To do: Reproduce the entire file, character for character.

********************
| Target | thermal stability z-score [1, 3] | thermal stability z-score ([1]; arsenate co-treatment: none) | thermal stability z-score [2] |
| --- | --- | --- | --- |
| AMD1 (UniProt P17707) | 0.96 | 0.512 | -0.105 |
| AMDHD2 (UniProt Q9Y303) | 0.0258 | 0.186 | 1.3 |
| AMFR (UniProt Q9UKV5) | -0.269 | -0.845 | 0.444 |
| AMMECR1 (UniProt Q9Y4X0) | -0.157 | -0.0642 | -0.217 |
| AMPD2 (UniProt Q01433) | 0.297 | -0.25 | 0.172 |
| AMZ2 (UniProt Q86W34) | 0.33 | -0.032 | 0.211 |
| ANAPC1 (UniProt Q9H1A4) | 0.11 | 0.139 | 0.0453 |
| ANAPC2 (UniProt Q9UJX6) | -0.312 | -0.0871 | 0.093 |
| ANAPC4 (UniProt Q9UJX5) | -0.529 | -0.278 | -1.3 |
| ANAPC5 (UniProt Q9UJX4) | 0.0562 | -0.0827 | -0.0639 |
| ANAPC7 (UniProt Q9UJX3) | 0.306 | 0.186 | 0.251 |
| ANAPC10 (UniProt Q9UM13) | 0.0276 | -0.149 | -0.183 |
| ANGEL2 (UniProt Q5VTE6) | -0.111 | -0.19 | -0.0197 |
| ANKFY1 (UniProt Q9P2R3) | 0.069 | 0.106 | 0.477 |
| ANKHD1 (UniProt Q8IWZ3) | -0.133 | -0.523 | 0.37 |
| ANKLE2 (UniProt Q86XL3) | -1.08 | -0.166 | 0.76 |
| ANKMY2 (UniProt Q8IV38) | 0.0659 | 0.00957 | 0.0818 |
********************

| Target | thermal stability z-score [1, 3] | thermal stability z-score ([1]; arsenate co-treatment: none) | thermal stability z-score [2] |
| --- | --- | --- | --- |
| AMD1 (UniProt P17707) | 0.96 | 0.512 | -0.105 |
| AMDHD2 (UniProt Q9Y303) | 0.0258 | 0.186 | 1.3 |
| AMFR (UniProt Q9UKV5) | -0.269 | -0.845 | 0.444 |
| AMMECR1 (UniProt Q9Y4X0) | -0.157 | -0.0642 | -0.217 |
| AMPD2 (UniProt Q01433) | 0.297 | -0.25 | 0.172 |
| AMZ2 (UniProt Q86W34) | 0.33 | -0.032 | 0.211 |
| ANAPC1 (UniProt Q9H1A4) | 0.11 | 0.139 | 0.0453 |
| ANAPC2 (UniProt Q9UJX6) | -0.312 | -0.0871 | 0.093 |
| ANAPC4 (UniProt Q9UJX5) | -0.529 | -0.278 | -1.3 |
| ANAPC5 (UniProt Q9UJX4) | 0.0562 | -0.0827 | -0.0639 |
| ANAPC7 (UniProt Q9UJX3) | 0.306 | 0.186 | 0.251 |
| ANAPC10 (UniProt Q9UM13) | 0.0276 | -0.149 | -0.183 |
| ANGEL2 (UniProt Q5VTE6) | -0.111 | -0.19 | -0.0197 |
| ANKFY1 (UniProt Q9P2R3) | 0.069 | 0.106 | 0.477 |
| ANKHD1 (UniProt Q8IWZ3) | -0.133 | -0.523 | 0.37 |
| ANKLE2 (UniProt Q86XL3) | -1.08 | -0.166 | 0.76 |
| ANKMY2 (UniProt Q8IV38) | 0.0659 | 0.00957 | 0.0818 |